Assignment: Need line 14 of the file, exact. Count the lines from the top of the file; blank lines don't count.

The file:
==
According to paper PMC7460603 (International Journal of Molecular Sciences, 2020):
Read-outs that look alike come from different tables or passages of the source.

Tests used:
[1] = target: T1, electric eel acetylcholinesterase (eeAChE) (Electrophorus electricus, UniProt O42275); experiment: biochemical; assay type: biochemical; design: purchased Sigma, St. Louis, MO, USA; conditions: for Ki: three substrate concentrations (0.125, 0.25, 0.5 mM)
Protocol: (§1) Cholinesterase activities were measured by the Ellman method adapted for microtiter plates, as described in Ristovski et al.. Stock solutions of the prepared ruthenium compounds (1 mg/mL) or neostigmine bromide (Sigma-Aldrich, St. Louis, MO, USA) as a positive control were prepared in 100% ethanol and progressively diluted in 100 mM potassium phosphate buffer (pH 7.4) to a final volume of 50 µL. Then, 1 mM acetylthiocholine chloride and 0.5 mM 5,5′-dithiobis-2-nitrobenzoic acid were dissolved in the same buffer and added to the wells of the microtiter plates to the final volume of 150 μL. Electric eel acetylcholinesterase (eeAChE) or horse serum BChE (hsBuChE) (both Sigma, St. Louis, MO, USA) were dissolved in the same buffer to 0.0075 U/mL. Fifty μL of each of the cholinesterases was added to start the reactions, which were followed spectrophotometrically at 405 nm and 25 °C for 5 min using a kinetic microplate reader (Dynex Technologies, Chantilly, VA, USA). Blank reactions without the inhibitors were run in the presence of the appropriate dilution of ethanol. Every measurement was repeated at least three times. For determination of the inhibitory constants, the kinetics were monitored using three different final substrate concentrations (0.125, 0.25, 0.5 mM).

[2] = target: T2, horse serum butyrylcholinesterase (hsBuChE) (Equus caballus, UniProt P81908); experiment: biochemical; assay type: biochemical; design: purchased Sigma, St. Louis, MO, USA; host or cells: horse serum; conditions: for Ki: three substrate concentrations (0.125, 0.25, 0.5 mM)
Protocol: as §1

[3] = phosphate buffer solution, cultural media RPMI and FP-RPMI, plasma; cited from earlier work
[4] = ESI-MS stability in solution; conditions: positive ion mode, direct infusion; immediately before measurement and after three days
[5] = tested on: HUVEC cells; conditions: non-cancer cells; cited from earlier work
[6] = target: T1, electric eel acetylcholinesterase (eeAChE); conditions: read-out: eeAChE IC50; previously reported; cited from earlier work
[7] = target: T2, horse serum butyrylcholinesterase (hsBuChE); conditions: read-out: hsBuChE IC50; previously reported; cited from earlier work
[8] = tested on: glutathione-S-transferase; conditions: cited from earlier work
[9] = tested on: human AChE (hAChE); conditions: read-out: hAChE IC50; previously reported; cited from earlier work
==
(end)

[9] = tested on: human AChE (hAChE); conditions: read-out: hAChE IC50; previously reported; cited from earlier work